Inspired by reading some folk poetry, I was doing a web search researching the distribution of two words for "turtle", želka (желка) and kostenurka (костенурка) in Macedonian and Bulgarian. (The former word is the old Common Slavic - related to Greek χελώνα, and English ''chelonian'' too - and is the standard Macedonian word, present also in Bulgarian dialects; the latter is the modern standard Bulgarian, and I was curious to find out if it ever appears in Macedonian too).
So Google search found this page for me, which was supposed to be the Macedonian version of a page about the Friends of the Western Swamp Tortoise, a conservation group in Perth, Western Australia. The fact of the existence of such a page was curious enough (there are some Macedonian speakers in Australia, and one could imagine one of them working on the Urban Bushland Council of Western Australia and wanting to translate a web page) - but looking at the actual text of the page made it clear no one actually speaking Macedonian would write something like that. The title, for example, was translated as "Пријатели на Западна мочуриштето Костенурка на", which just isn't a phrase with any sensible grammar in it; a normal was to translate the name of the group would, I assume, be something like "Пријатели на западна блатна желка". The rest of the page was not much better.
It did not take much time to realize that this was machine translation - and, incidentally, exactly the translation that Google Translate would provide for the English page in question. It turned out the Urban Bushland Council went very much full-bore with their translation enterprise: they translated their entire website into 50+ languages, from Afrikaans to Yiddish! The quality of the translation, needless to say, varied. While it's easy to make fun of the quality of the automatic translation (besides the grammar and syntax problems, and occasionally failures to translate some words at all, the translation engine obviously was not aware that "Swan" is a proper name (Swan River)), the fact is that most translated pages - at least into half a dozen major languages I've taken a look at - were more or less (say, 80%) comprehensible.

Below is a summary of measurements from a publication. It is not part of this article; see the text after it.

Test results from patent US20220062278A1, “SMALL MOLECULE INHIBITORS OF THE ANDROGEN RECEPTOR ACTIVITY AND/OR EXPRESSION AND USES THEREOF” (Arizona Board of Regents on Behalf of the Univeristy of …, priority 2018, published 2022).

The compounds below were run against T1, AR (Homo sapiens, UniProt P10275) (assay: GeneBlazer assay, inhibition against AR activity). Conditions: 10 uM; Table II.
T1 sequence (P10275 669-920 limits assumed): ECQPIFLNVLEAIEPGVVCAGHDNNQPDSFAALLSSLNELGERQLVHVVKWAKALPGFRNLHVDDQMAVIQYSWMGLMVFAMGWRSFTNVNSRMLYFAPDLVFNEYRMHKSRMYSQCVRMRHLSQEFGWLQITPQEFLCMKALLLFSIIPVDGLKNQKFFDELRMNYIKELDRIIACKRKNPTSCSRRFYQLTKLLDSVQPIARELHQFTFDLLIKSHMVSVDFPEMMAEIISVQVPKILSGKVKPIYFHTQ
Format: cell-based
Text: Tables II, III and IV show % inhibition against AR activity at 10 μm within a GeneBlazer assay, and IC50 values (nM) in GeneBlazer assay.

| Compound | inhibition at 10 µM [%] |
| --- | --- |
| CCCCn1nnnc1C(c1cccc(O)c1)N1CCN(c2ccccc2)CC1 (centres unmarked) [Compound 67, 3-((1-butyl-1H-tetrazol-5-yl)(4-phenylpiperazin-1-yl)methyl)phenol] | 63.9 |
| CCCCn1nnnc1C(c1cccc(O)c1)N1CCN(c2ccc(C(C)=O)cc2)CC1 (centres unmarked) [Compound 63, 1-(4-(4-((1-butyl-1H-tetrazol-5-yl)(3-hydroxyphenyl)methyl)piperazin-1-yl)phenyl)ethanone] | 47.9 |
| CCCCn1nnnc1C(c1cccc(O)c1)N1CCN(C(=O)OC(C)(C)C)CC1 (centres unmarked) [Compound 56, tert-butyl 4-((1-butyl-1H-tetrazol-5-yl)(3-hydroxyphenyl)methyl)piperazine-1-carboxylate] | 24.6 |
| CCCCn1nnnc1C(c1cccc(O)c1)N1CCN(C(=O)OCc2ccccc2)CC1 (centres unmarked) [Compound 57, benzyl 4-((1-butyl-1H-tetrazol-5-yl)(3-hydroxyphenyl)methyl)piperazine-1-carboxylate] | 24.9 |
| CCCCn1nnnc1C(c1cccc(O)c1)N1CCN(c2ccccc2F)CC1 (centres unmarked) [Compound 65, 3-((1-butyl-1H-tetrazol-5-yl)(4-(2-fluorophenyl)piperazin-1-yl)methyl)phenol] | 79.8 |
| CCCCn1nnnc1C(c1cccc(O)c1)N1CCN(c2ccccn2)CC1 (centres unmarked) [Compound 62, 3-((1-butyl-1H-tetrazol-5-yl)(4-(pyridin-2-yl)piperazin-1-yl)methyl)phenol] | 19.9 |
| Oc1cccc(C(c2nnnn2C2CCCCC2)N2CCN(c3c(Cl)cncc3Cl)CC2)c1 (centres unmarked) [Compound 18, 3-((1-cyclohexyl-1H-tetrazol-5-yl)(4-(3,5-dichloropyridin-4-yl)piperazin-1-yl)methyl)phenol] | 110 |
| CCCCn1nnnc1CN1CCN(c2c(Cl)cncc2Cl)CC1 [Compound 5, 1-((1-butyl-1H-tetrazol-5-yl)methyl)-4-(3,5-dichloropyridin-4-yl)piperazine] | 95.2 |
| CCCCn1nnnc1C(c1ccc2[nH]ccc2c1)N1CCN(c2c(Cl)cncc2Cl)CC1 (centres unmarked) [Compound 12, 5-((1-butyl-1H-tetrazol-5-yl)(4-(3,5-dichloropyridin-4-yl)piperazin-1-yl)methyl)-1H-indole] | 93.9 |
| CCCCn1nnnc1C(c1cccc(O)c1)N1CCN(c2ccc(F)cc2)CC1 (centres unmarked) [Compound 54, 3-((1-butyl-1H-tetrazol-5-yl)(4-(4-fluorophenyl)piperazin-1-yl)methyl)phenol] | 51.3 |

I am still curious about the motivation beyond the organization's decision to provide these "translations", as opposed to, say, simply putting a "translate" button to every page, which would take the user to some kind of Google Translate plug-in... I suppose they made it easier for people to find their site when searching the web in foreign languages, but to which extent would that even be a concern for an organization with a regional scope in a region that's 90%+ English-speaking?